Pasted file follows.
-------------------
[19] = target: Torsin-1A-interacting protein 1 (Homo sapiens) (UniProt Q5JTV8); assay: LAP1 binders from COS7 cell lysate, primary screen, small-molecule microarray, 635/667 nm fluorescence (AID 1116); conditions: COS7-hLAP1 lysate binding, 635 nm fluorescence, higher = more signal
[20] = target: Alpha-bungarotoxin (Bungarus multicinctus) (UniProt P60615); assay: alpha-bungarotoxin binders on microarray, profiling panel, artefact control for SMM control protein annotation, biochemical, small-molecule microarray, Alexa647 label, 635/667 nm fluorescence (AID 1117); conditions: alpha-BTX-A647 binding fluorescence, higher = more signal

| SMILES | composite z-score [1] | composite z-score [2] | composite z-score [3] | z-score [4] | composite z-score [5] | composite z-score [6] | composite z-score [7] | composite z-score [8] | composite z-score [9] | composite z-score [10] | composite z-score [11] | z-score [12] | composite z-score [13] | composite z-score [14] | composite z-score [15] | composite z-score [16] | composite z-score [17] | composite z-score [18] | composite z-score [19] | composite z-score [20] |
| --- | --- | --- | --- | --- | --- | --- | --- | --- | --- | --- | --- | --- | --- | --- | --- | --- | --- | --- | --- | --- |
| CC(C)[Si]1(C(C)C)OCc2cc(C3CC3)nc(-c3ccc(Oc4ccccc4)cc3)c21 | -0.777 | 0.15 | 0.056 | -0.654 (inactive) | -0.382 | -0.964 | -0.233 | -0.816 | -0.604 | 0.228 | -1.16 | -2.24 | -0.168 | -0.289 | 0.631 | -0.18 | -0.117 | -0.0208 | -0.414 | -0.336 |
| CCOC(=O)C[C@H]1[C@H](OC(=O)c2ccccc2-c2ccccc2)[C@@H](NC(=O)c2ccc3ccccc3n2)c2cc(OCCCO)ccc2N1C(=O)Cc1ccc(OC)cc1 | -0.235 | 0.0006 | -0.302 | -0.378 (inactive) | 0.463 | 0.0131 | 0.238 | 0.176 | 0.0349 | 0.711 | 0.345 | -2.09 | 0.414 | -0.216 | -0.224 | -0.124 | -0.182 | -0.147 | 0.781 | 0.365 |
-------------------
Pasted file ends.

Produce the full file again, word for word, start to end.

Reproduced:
[19] = target: Torsin-1A-interacting protein 1 (Homo sapiens) (UniProt Q5JTV8); assay: LAP1 binders from COS7 cell lysate, primary screen, small-molecule microarray, 635/667 nm fluorescence (AID 1116); conditions: COS7-hLAP1 lysate binding, 635 nm fluorescence, higher = more signal
[20] = target: Alpha-bungarotoxin (Bungarus multicinctus) (UniProt P60615); assay: alpha-bungarotoxin binders on microarray, profiling panel, artefact control for SMM control protein annotation, biochemical, small-molecule microarray, Alexa647 label, 635/667 nm fluorescence (AID 1117); conditions: alpha-BTX-A647 binding fluorescence, higher = more signal

| SMILES | composite z-score [1] | composite z-score [2] | composite z-score [3] | z-score [4] | composite z-score [5] | composite z-score [6] | composite z-score [7] | composite z-score [8] | composite z-score [9] | composite z-score [10] | composite z-score [11] | z-score [12] | composite z-score [13] | composite z-score [14] | composite z-score [15] | composite z-score [16] | composite z-score [17] | composite z-score [18] | composite z-score [19] | composite z-score [20] |
| --- | --- | --- | --- | --- | --- | --- | --- | --- | --- | --- | --- | --- | --- | --- | --- | --- | --- | --- | --- | --- |
| CC(C)[Si]1(C(C)C)OCc2cc(C3CC3)nc(-c3ccc(Oc4ccccc4)cc3)c21 | -0.777 | 0.15 | 0.056 | -0.654 (inactive) | -0.382 | -0.964 | -0.233 | -0.816 | -0.604 | 0.228 | -1.16 | -2.24 | -0.168 | -0.289 | 0.631 | -0.18 | -0.117 | -0.0208 | -0.414 | -0.336 |
| CCOC(=O)C[C@H]1[C@H](OC(=O)c2ccccc2-c2ccccc2)[C@@H](NC(=O)c2ccc3ccccc3n2)c2cc(OCCCO)ccc2N1C(=O)Cc1ccc(OC)cc1 | -0.235 | 0.0006 | -0.302 | -0.378 (inactive) | 0.463 | 0.0131 | 0.238 | 0.176 | 0.0349 | 0.711 | 0.345 | -2.09 | 0.414 | -0.216 | -0.224 | -0.124 | -0.182 | -0.147 | 0.781 | 0.365 |